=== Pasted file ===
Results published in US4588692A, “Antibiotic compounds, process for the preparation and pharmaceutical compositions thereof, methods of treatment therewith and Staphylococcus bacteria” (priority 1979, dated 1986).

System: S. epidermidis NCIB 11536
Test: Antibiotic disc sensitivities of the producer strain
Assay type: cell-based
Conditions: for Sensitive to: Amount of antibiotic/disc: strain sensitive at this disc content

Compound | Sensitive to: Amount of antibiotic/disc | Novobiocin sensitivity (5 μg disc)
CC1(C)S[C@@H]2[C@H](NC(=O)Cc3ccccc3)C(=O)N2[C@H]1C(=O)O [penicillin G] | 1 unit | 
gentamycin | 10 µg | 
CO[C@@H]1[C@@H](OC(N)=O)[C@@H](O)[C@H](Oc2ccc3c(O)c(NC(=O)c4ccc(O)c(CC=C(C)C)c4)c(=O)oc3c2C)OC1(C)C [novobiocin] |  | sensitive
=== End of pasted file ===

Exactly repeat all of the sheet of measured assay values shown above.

Results published in US4588692A, “Antibiotic compounds, process for the preparation and pharmaceutical compositions thereof, methods of treatment therewith and Staphylococcus bacteria” (priority 1979, dated 1986).

System: S. epidermidis NCIB 11536
Test: Antibiotic disc sensitivities of the producer strain
Assay type: cell-based
Conditions: for Sensitive to: Amount of antibiotic/disc: strain sensitive at this disc content

Compound | Sensitive to: Amount of antibiotic/disc | Novobiocin sensitivity (5 μg disc)
CC1(C)S[C@@H]2[C@H](NC(=O)Cc3ccccc3)C(=O)N2[C@H]1C(=O)O [penicillin G] | 1 unit | 
gentamycin | 10 µg | 
CO[C@@H]1[C@@H](OC(N)=O)[C@@H](O)[C@H](Oc2ccc3c(O)c(NC(=O)c4ccc(O)c(CC=C(C)C)c4)c(=O)oc3c2C)OC1(C)C [novobiocin] |  | sensitive